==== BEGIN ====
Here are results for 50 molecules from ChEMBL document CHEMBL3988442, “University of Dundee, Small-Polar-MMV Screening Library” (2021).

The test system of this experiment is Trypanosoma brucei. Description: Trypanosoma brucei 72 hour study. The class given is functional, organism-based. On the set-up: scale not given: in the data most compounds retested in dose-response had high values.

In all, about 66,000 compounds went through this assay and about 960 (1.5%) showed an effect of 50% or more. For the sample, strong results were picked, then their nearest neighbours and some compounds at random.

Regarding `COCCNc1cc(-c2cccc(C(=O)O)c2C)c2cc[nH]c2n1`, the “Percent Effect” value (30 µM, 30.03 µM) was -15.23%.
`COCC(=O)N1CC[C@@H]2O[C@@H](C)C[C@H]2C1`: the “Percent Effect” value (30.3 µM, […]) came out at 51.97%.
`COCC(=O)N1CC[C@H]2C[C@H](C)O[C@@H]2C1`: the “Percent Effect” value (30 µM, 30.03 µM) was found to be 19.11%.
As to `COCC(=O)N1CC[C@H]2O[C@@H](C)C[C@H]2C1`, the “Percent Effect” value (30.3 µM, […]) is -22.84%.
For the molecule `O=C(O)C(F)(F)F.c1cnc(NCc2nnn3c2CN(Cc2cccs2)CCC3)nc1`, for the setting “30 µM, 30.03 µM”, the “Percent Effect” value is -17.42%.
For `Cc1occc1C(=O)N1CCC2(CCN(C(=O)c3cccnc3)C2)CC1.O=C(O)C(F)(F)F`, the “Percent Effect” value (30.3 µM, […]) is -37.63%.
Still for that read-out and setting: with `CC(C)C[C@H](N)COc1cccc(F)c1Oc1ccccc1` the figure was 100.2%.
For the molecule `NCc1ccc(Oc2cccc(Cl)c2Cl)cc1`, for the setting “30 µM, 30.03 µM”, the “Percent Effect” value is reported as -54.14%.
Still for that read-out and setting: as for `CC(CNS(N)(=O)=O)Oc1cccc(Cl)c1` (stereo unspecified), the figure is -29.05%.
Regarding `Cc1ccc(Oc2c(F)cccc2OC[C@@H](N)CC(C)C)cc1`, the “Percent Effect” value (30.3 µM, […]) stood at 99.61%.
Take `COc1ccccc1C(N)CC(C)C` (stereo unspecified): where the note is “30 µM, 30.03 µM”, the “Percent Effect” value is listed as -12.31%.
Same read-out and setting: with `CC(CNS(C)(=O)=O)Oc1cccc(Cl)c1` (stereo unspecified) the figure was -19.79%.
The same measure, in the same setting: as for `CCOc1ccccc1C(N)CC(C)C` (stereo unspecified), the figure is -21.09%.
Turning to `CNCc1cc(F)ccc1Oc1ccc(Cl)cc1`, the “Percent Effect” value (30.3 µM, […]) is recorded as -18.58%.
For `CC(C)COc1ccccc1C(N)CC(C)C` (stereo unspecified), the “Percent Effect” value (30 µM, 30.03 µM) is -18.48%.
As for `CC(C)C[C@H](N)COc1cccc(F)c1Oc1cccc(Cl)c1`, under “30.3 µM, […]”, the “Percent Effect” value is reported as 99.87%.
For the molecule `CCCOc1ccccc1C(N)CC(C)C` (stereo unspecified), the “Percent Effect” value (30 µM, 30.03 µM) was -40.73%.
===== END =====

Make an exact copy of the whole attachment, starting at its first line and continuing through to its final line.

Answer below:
Here are results for 50 molecules from ChEMBL document CHEMBL3988442, “University of Dundee, Small-Polar-MMV Screening Library” (2021).

The test system of this experiment is Trypanosoma brucei. Description: Trypanosoma brucei 72 hour study. The class given is functional, organism-based. On the set-up: scale not given: in the data most compounds retested in dose-response had high values.

In all, about 66,000 compounds went through this assay and about 960 (1.5%) showed an effect of 50% or more. For the sample, strong results were picked, then their nearest neighbours and some compounds at random.

Regarding `COCCNc1cc(-c2cccc(C(=O)O)c2C)c2cc[nH]c2n1`, the “Percent Effect” value (30 µM, 30.03 µM) was -15.23%.
`COCC(=O)N1CC[C@@H]2O[C@@H](C)C[C@H]2C1`: the “Percent Effect” value (30.3 µM, […]) came out at 51.97%.
`COCC(=O)N1CC[C@H]2C[C@H](C)O[C@@H]2C1`: the “Percent Effect” value (30 µM, 30.03 µM) was found to be 19.11%.
As to `COCC(=O)N1CC[C@H]2O[C@@H](C)C[C@H]2C1`, the “Percent Effect” value (30.3 µM, […]) is -22.84%.
For the molecule `O=C(O)C(F)(F)F.c1cnc(NCc2nnn3c2CN(Cc2cccs2)CCC3)nc1`, for the setting “30 µM, 30.03 µM”, the “Percent Effect” value is -17.42%.
For `Cc1occc1C(=O)N1CCC2(CCN(C(=O)c3cccnc3)C2)CC1.O=C(O)C(F)(F)F`, the “Percent Effect” value (30.3 µM, […]) is -37.63%.
Still for that read-out and setting: with `CC(C)C[C@H](N)COc1cccc(F)c1Oc1ccccc1` the figure was 100.2%.
For the molecule `NCc1ccc(Oc2cccc(Cl)c2Cl)cc1`, for the setting “30 µM, 30.03 µM”, the “Percent Effect” value is reported as -54.14%.
Still for that read-out and setting: as for `CC(CNS(N)(=O)=O)Oc1cccc(Cl)c1` (stereo unspecified), the figure is -29.05%.
Regarding `Cc1ccc(Oc2c(F)cccc2OC[C@@H](N)CC(C)C)cc1`, the “Percent Effect” value (30.3 µM, […]) stood at 99.61%.
Take `COc1ccccc1C(N)CC(C)C` (stereo unspecified): where the note is “30 µM, 30.03 µM”, the “Percent Effect” value is listed as -12.31%.
Same read-out and setting: with `CC(CNS(C)(=O)=O)Oc1cccc(Cl)c1` (stereo unspecified) the figure was -19.79%.
The same measure, in the same setting: as for `CCOc1ccccc1C(N)CC(C)C` (stereo unspecified), the figure is -21.09%.
Turning to `CNCc1cc(F)ccc1Oc1ccc(Cl)cc1`, the “Percent Effect” value (30.3 µM, […]) is recorded as -18.58%.
For `CC(C)COc1ccccc1C(N)CC(C)C` (stereo unspecified), the “Percent Effect” value (30 µM, 30.03 µM) is -18.48%.
As for `CC(C)C[C@H](N)COc1cccc(F)c1Oc1cccc(Cl)c1`, under “30.3 µM, […]”, the “Percent Effect” value is reported as 99.87%.
For the molecule `CCCOc1ccccc1C(N)CC(C)C` (stereo unspecified), the “Percent Effect” value (30 µM, 30.03 µM) was -40.73%.